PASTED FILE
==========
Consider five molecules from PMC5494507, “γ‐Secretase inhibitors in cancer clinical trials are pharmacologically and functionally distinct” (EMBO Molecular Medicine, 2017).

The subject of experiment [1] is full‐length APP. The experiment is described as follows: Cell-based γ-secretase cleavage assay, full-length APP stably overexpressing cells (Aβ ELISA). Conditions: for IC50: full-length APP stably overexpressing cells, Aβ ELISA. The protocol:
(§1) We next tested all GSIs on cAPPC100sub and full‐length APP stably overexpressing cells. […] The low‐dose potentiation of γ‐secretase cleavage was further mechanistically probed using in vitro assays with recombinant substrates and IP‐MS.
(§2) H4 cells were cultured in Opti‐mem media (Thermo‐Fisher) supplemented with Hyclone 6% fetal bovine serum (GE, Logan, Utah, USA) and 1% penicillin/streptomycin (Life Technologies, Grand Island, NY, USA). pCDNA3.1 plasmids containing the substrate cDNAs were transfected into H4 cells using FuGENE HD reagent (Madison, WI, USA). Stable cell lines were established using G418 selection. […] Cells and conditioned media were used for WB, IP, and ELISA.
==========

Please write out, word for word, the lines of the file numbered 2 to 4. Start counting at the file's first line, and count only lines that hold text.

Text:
The subject of experiment [1] is full‐length APP. The experiment is described as follows: Cell-based γ-secretase cleavage assay, full-length APP stably overexpressing cells (Aβ ELISA). Conditions: for IC50: full-length APP stably overexpressing cells, Aβ ELISA. The protocol:
(§1) We next tested all GSIs on cAPPC100sub and full‐length APP stably overexpressing cells. […] The low‐dose potentiation of γ‐secretase cleavage was further mechanistically probed using in vitro assays with recombinant substrates and IP‐MS.
(§2) H4 cells were cultured in Opti‐mem media (Thermo‐Fisher) supplemented with Hyclone 6% fetal bovine serum (GE, Logan, Utah, USA) and 1% penicillin/streptomycin (Life Technologies, Grand Island, NY, USA). pCDNA3.1 plasmids containing the substrate cDNAs were transfected into H4 cells using FuGENE HD reagent (Madison, WI, USA). Stable cell lines were established using G418 selection. […] Cells and conditioned media were used for WB, IP, and ELISA.